[A writing desk at the Danish Museum of Art & Design, dig how the writer controls the dragon of creativity by wielding…a red-hot poker?]

I didn’t bring my laptop—partly to avoid the weight and the hassle, partly to get away from computers. I have been checking my email every day or two on the hotel’s machine, although it’s a very expensive $12 for twenty minutes, and the rip-off lamers who run the system——(a) start the timer at 15 minutes instead of 20 minutes even though I’ve supposedly paid for 20 and (b) eat up two more minutes of my time with their login and their ads, and (c) only have Internet Explorer, instead of Firefox, and IE pops up a security warning every few seconds when you read webmail, a warning that you have to click on to continue, wasting more of your expensive time. I sound like a junky complaining about a short count…and that’s why, in fact, I’m glad to be away from computers.

We haven’t been seeing any English-language newspapers either—it’s great not seeing the ongoing media hype for the right wing and not be reading about the Middle East, health care, the recession, and the California budget crisis.

June 22-23, 2009

I feel heavy and slow today—I ate lamb for supper before the concert last night, something I normally don’t do. It felt good eating it, though. Before the dinner we walked in a gorgeous park called Frederiksberg Have, it was like an anthology of gardens, little walls and hedges closing in the short stories of flowerbeds and fountains. A wedding party was in full swing in a clearing. Passing a shadowed bench, I saw a bridesmaid (or bride?) lying on her back with her pale silk skirt hiked up , and an urgent black-suited groomsman (or groom?) lying on top of her. People go nuts at weddings.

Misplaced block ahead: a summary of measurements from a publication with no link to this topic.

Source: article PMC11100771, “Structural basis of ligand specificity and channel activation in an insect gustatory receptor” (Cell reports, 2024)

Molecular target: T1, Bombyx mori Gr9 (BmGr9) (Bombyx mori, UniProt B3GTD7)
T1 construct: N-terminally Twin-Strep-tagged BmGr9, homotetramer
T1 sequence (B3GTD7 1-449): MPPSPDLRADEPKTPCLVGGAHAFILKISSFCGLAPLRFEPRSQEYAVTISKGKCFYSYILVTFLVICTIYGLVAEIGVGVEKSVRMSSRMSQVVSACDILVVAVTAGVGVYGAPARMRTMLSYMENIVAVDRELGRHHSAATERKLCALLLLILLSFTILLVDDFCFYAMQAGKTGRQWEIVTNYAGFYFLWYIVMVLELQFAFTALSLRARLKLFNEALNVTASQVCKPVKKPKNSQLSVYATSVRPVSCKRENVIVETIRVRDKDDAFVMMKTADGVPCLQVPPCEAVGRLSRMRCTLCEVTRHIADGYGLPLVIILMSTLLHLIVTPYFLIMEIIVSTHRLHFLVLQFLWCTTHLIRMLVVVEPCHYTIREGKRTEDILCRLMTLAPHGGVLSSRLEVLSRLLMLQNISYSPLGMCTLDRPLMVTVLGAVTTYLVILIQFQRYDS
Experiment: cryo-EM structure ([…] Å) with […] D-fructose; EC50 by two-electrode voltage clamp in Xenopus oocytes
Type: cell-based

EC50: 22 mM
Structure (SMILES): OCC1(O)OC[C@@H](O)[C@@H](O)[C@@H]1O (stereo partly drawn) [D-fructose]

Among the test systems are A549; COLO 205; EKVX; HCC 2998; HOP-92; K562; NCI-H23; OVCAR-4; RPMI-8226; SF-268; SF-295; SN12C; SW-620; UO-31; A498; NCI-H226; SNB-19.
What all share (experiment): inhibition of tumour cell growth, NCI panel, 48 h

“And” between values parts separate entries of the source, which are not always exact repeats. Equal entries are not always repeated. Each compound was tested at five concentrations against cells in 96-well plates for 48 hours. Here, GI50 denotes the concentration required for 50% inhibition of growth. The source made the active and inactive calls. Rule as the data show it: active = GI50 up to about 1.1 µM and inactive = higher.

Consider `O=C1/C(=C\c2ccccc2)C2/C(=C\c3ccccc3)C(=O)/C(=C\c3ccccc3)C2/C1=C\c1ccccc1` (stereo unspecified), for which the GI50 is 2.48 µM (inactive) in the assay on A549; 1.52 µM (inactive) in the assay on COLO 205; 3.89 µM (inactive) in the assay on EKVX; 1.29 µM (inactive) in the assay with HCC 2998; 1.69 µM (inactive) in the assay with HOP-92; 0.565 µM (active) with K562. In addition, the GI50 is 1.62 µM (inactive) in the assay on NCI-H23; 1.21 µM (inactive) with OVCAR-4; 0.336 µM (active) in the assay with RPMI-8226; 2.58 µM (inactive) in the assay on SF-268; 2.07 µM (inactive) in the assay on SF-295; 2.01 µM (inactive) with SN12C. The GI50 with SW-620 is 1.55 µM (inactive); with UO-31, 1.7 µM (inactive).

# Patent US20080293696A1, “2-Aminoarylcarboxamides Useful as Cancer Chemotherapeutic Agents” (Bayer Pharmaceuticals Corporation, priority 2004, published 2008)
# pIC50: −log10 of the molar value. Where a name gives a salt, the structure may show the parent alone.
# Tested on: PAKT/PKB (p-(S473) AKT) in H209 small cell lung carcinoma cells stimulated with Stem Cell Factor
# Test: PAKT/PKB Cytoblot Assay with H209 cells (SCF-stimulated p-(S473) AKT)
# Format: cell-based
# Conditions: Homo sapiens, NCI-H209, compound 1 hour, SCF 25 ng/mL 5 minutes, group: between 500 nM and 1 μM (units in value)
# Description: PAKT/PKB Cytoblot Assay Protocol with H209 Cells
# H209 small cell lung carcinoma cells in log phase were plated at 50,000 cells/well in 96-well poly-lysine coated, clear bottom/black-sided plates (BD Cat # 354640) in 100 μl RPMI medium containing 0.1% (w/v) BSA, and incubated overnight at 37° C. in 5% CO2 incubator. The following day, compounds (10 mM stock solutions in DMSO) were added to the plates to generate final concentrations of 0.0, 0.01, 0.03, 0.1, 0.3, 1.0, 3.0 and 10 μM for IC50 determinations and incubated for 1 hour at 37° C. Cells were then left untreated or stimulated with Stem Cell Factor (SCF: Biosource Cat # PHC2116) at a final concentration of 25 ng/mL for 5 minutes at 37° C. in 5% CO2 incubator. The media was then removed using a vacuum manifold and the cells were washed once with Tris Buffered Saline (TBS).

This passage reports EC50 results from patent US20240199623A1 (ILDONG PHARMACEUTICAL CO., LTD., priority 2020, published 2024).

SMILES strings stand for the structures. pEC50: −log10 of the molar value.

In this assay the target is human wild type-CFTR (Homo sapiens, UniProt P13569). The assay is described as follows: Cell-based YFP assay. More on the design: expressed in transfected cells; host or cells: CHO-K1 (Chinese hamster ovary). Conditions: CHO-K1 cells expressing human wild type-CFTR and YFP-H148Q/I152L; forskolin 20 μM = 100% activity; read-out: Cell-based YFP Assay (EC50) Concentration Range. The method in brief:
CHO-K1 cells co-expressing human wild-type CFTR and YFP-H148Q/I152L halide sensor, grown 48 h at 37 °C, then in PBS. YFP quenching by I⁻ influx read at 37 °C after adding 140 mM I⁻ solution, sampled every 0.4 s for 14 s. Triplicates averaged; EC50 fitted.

“People f*cking!” I whispered to Sylvia, who hadn’t noticed them.

“Oh stop it,” she said, taking my remark for one of my random lies or Tourette-syndrome-like outbursts.

All day the sun and the rain squalls alternate. So far it’s never rained longer than half an hour. It’s like the rapidly changing weather you get on an island.

We unwisely got on a tour-the-town bus this afternoon, a bus stinking of diesel fumes, waddling like a crippled hippo, filled with numb or voluble tourists. It drove straight to a row of desolate souvenir shops along the cruise-liner dock, and then to…the Little Mermaid, a small and undistinguished statue, forlorn in a remote corner of the waterfront, surrounded by parking lots, and mobbed my tourists. Ugh. The Disney Version. Locals have twice sawn off the Little Mermaid’s head.

[We didn’t go to Legoland, but here’s a store with a cool display representing the infinitely regressing doctrine that objects are made of small replicas of themselves.]

Imagine if a town were to deliberately erect a lowest-common-denominator tourist attraction, well away from the city center—just to keep the more gullible tourists out of the way. When we have a cook-out at home in California, a certain kind of hornet or yellow-jacket often appears, aggressively going after the meat—and one strategy against them is to set an unprotected plate of meat scraps off to one side. The hornets will tend to gather at the scrap plate—at the tourist attraction.

[Concrete armchair at the Danish Museum of Design.]